66 Norman Masters – MM was 28 years old when he enlisted with the 1st Field Company Engineers. A brass moulder from Bellevue Hill Sydney. He also came from a military family, his father a Crimean war veteran , his brother a Boer war veteran . Norman and his three brothers all enlisted in the Australian Imperial Forces.
The eldest HV Masters was killed in 1918, H.B Masters had over 20 years military service, serving at the front and H.S Masters the youngest would also become the recipient of the Military Medal and so happened served with the 1st FCE 10th Reinf. at Gallipoli and was present at the evacuation and then onto the front with Henry Bachtold and co. in the 14th FCE.
His commitment to soldiering meant Norman had a real presence in the 1st FCE, he was involved every where……. all the stunts, big and small. He was involved in the assault on “The German Officers Trench” at Gallipoli, and in France he would be on hand to save his friend from being buried alive.
In July 1915 aletter to his father was printed in “The Sun” newspaper giving an account of the morning of the landing at Gallipoli on the 25th April 1915.
Lance Corporal Norman Masters writes to his father : — “One of our boys, Sapper Reynolds, swam back to the boat, and brought ashore two boxes of gun cotton and machine gun and a wounded man, and was shot dead on landing with the man. He would have got the V C. had he lived. I should like Harry to tell the boys at Chowder how poor Reynolds died. Sergeant Logan was shot in the neck ; Corporal Johnson was shot in the stomach— both bad cases. They are from the Sub marine Miners. I have not fired a shot yet. All the time for the past fortnight, day and night, sapping and trenching, except short spells when we go about 300 yards to our dug-outs for a little sleep I am proud, dad, to be an Australian ; not Cook’s tourists, as some one has said. It is wonderful to see the boys being carried back wounded. They are smoking cigarettes or joking ; that is, those who are not almost out.” ……Extract from “The Sun’ July 14 1915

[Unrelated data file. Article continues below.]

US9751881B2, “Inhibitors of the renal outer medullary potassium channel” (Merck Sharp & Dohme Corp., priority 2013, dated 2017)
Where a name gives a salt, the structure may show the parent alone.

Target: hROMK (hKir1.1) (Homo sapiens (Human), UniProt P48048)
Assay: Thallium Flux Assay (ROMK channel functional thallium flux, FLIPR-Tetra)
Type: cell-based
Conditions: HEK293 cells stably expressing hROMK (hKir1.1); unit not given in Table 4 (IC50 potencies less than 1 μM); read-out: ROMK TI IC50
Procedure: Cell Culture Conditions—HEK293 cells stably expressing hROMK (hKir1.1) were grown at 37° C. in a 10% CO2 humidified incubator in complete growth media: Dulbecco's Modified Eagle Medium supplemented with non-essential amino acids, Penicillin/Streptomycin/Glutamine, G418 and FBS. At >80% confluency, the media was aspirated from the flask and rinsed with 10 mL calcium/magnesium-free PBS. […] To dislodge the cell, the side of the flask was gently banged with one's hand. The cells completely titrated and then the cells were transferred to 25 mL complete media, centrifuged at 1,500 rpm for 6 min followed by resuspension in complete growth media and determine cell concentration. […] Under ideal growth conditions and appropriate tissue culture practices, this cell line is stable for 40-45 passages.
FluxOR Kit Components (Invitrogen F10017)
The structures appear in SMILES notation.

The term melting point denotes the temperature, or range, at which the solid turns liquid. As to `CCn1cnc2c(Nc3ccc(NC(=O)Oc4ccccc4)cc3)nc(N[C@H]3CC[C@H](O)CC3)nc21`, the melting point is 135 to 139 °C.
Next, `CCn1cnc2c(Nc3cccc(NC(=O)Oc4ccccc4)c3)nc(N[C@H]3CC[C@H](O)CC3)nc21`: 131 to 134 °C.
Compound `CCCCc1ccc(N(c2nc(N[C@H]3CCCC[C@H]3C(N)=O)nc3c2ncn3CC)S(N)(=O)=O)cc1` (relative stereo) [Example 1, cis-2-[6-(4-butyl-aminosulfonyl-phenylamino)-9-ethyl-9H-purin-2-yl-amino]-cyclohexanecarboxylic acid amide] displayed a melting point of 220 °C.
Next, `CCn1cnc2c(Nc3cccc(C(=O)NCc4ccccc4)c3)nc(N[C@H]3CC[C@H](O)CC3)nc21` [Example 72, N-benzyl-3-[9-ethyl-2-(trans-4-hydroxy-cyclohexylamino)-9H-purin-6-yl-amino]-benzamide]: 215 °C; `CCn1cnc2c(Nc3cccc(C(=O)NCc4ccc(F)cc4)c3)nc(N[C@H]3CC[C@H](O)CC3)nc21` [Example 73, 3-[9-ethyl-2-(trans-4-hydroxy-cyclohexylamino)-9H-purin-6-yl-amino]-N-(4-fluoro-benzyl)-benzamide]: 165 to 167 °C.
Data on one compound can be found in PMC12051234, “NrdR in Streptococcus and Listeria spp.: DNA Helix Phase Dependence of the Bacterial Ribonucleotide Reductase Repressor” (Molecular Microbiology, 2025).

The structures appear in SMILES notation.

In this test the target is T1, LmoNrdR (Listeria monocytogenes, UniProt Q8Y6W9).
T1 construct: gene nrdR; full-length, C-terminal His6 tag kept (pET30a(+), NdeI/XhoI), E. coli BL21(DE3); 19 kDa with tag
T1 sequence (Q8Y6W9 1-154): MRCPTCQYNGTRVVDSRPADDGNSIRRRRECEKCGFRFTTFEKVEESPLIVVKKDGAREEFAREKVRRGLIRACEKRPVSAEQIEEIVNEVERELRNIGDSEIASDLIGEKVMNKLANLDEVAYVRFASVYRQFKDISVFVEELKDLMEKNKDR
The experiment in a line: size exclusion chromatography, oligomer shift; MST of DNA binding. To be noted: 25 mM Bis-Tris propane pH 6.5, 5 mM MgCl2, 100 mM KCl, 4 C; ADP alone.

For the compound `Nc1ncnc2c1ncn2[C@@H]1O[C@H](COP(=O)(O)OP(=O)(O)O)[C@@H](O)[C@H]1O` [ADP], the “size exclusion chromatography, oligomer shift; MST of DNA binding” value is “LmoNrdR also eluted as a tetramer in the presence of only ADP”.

Norman was a man devoted to his duty and his mates. He would make close friendships with his fellow engineers and maintained correspondence with family and friends under some difficult circumstances as he was witness to many events including the deaths of his mates.
He served at Gallipoli up to 12th October 1915. Like most of the men he would suffer from diarrhea, influenza and dysentery and had a few spells in hospital each time recovering and rejoining his unit. While at Gallipoli he was promoted to 2nd Corporal.
In October he was struck down with influenza and transported to hospital in Mudros . He was suffering from pyrexia (fever), and a contusion to his left side. He was transported back to Australia 28th Jan 1916 with debility and leave for 6 months to recover.
Norman did recover, embarking from Sydney on the 8th October 1916 on the A40 Ceramic, arriving at Plymouth England 21.11.1916 and proceeded to France 3rd March 1917 and rejoined the 1st FCE in the field.
On the 4th of October the company helped to capture Passchendale Ridge. They followed the second wave of the Infantry and when the ridge was captured the company proceeded to consolidate the position by forming a strong point.
At 1.30 in the afternoon a German aeroplane came over at a low altitude and had spied their position and turned back to inform the German batteries. The German batteries then opened fire and sent a salve into the company’s position on the ridge, a barrage of heavy shelling that lasted for the remainder of the day and ultimately at great cost to the “original” sappers and many others.